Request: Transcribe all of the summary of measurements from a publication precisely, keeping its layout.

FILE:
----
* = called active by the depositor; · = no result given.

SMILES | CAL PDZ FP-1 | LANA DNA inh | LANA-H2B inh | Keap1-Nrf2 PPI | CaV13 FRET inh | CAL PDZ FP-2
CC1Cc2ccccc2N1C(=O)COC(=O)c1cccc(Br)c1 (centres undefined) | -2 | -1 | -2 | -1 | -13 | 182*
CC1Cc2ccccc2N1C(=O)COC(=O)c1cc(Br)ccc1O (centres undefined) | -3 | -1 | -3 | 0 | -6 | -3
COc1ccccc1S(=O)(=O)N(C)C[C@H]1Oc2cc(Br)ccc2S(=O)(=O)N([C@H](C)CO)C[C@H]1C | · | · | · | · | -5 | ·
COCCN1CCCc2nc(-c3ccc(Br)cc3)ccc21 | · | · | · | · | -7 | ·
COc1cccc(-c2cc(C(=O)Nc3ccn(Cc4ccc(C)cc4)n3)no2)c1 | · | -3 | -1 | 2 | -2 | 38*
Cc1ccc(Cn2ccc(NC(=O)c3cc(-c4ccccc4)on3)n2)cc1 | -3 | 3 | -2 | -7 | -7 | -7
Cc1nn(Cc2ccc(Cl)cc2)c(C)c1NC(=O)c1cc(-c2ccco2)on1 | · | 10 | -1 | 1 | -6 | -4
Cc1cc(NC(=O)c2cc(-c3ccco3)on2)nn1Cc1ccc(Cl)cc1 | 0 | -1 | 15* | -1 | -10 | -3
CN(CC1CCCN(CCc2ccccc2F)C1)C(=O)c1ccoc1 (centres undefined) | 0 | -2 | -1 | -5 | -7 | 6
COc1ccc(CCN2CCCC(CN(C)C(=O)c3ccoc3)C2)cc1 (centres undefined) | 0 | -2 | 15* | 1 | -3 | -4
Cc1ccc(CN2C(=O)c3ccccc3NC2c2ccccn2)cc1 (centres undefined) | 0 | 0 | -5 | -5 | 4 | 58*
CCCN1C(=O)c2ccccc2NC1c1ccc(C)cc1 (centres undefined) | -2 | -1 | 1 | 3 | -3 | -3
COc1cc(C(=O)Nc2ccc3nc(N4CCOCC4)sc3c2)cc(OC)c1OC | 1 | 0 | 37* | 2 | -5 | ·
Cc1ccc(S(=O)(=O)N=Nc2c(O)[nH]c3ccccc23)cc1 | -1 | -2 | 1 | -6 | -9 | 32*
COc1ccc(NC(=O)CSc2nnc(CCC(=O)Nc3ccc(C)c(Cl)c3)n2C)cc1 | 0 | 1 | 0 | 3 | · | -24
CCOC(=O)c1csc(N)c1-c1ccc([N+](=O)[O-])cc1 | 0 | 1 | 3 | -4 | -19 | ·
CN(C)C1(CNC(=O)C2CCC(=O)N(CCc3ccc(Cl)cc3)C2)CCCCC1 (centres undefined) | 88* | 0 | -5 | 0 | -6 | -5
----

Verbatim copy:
* = called active by the depositor; · = no result given.

SMILES | CAL PDZ FP-1 | LANA DNA inh | LANA-H2B inh | Keap1-Nrf2 PPI | CaV13 FRET inh | CAL PDZ FP-2
CC1Cc2ccccc2N1C(=O)COC(=O)c1cccc(Br)c1 (centres undefined) | -2 | -1 | -2 | -1 | -13 | 182*
CC1Cc2ccccc2N1C(=O)COC(=O)c1cc(Br)ccc1O (centres undefined) | -3 | -1 | -3 | 0 | -6 | -3
COc1ccccc1S(=O)(=O)N(C)C[C@H]1Oc2cc(Br)ccc2S(=O)(=O)N([C@H](C)CO)C[C@H]1C | · | · | · | · | -5 | ·
COCCN1CCCc2nc(-c3ccc(Br)cc3)ccc21 | · | · | · | · | -7 | ·
COc1cccc(-c2cc(C(=O)Nc3ccn(Cc4ccc(C)cc4)n3)no2)c1 | · | -3 | -1 | 2 | -2 | 38*
Cc1ccc(Cn2ccc(NC(=O)c3cc(-c4ccccc4)on3)n2)cc1 | -3 | 3 | -2 | -7 | -7 | -7
Cc1nn(Cc2ccc(Cl)cc2)c(C)c1NC(=O)c1cc(-c2ccco2)on1 | · | 10 | -1 | 1 | -6 | -4
Cc1cc(NC(=O)c2cc(-c3ccco3)on2)nn1Cc1ccc(Cl)cc1 | 0 | -1 | 15* | -1 | -10 | -3
CN(CC1CCCN(CCc2ccccc2F)C1)C(=O)c1ccoc1 (centres undefined) | 0 | -2 | -1 | -5 | -7 | 6
COc1ccc(CCN2CCCC(CN(C)C(=O)c3ccoc3)C2)cc1 (centres undefined) | 0 | -2 | 15* | 1 | -3 | -4
Cc1ccc(CN2C(=O)c3ccccc3NC2c2ccccn2)cc1 (centres undefined) | 0 | 0 | -5 | -5 | 4 | 58*
CCCN1C(=O)c2ccccc2NC1c1ccc(C)cc1 (centres undefined) | -2 | -1 | 1 | 3 | -3 | -3
COc1cc(C(=O)Nc2ccc3nc(N4CCOCC4)sc3c2)cc(OC)c1OC | 1 | 0 | 37* | 2 | -5 | ·
Cc1ccc(S(=O)(=O)N=Nc2c(O)[nH]c3ccccc23)cc1 | -1 | -2 | 1 | -6 | -9 | 32*
COc1ccc(NC(=O)CSc2nnc(CCC(=O)Nc3ccc(C)c(Cl)c3)n2C)cc1 | 0 | 1 | 0 | 3 | · | -24
CCOC(=O)c1csc(N)c1-c1ccc([N+](=O)[O-])cc1 | 0 | 1 | 3 | -4 | -19 | ·
CN(C)C1(CNC(=O)C2CCC(=O)N(CCc3ccc(Cl)cc3)C2)CCCCC1 (centres undefined) | 88* | 0 | -5 | 0 | -6 | -5